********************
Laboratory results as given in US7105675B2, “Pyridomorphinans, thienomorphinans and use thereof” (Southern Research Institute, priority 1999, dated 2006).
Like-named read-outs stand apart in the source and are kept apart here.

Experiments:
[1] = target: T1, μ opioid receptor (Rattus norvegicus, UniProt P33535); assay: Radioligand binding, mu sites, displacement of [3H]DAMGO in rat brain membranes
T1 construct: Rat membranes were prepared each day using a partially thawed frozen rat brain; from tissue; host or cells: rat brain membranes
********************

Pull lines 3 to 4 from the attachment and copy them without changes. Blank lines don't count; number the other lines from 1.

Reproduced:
Experiments:
[1] = target: T1, μ opioid receptor (Rattus norvegicus, UniProt P33535); assay: Radioligand binding, mu sites, displacement of [3H]DAMGO in rat brain membranes